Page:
The European Space Agency has revealed plans to develop a lunar lander that would be used to carry cargo to the lunar surface. The lander is expected to support NASA Artemis missions to the Moon and will carry food, water, air, and other equipment for a crew of four.
As part of its support of NASA’s Artemis program, the European Space Agency (ESA) has announced plans to develop a lunar lander capable of transporting 1.5 tonnes of cargo to the surface of the Moon. In addition to being utilised to transport cargo for crewed missions to the Moon, the lander is expected to have the capability to serve several other mission roles.
In addition to serving as a transport for vital supplies for crewed missions, the lander would also act as “a survival kit” to allow crews to survive the long lunar night.
“In order to meet the challenge to survive the lunar night, we are advancing technologies in regenerative fuel cells and radioisotope power sources that can provide enough energy to power a household for a day with as little as one kilogram of equipment”, says Keith Stephenson, power engineer for the European Lander project.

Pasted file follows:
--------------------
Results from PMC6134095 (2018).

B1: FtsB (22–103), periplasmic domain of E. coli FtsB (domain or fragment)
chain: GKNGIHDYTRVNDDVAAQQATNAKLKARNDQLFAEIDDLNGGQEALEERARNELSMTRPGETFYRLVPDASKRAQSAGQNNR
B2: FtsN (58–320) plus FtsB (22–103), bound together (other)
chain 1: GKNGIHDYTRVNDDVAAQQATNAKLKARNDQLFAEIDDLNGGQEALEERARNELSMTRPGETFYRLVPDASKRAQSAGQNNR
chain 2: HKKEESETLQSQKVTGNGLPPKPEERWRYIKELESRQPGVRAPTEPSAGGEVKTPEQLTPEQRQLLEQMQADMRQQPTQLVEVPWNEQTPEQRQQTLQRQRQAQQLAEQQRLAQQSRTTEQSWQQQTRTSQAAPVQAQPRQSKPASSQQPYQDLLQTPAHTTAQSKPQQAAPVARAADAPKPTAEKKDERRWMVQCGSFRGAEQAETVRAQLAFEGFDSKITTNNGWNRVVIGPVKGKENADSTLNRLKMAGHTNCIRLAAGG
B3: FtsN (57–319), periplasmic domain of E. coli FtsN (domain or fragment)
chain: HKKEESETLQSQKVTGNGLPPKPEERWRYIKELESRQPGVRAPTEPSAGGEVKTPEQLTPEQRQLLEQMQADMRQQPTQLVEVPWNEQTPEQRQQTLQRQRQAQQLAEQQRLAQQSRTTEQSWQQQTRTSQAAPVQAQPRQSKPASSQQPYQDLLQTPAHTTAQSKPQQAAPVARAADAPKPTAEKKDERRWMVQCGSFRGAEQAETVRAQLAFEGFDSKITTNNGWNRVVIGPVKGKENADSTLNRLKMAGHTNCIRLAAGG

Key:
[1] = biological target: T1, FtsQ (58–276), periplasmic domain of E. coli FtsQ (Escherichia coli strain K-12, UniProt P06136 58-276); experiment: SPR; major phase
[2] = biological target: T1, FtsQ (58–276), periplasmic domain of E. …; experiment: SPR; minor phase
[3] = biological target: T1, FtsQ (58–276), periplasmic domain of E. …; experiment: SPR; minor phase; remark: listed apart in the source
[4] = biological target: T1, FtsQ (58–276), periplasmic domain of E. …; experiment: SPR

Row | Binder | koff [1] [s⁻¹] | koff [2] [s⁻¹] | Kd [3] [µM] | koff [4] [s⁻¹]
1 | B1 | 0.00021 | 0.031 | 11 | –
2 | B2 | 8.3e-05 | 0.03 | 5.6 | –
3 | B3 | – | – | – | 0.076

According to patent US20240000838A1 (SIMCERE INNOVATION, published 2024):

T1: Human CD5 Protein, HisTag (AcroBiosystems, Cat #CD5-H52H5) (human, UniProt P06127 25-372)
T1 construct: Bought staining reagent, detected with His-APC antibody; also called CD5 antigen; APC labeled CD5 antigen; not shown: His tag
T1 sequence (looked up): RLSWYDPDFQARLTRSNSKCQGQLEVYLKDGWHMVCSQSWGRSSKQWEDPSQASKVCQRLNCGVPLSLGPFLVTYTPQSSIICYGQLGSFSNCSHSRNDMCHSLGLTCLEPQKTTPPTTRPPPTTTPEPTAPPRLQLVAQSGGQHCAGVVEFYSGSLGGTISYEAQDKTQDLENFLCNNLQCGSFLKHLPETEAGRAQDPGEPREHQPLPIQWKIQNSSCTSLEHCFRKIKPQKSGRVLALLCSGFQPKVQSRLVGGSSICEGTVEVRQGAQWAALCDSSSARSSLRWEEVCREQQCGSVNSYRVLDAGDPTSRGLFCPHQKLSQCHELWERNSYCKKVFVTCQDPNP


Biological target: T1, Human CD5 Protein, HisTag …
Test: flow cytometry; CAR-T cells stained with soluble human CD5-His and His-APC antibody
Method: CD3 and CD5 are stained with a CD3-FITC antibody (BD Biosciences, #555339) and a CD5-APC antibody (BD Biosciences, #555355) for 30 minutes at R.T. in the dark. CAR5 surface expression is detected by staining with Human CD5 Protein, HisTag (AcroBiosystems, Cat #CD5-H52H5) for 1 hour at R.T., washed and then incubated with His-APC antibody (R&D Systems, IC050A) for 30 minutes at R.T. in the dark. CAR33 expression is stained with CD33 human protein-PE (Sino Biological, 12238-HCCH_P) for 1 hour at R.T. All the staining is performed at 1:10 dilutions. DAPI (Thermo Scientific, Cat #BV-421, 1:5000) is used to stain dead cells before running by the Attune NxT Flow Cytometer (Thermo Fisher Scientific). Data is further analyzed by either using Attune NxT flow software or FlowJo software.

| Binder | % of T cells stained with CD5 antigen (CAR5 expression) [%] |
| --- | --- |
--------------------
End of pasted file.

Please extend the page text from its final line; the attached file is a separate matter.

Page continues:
The proposed lander will sit at 6 meters tall with a diameter of 4.5 meters and a mass on Earth of 8,500 kilograms. It will have the ability to transport 1,500 kilograms to the lunar surface and will be launched from the European spaceport in French Guyana aboard an Ariane 64 rocket.
However, before it makes it to the launchpad, the European Lander project has to make it through an “intensive study phase.” Once completed, it will be reviewed by ESA member states before the construction of the first lander is approved. If it is approved, the agency hopes to select the first payload to be carried aboard the lander by 2022.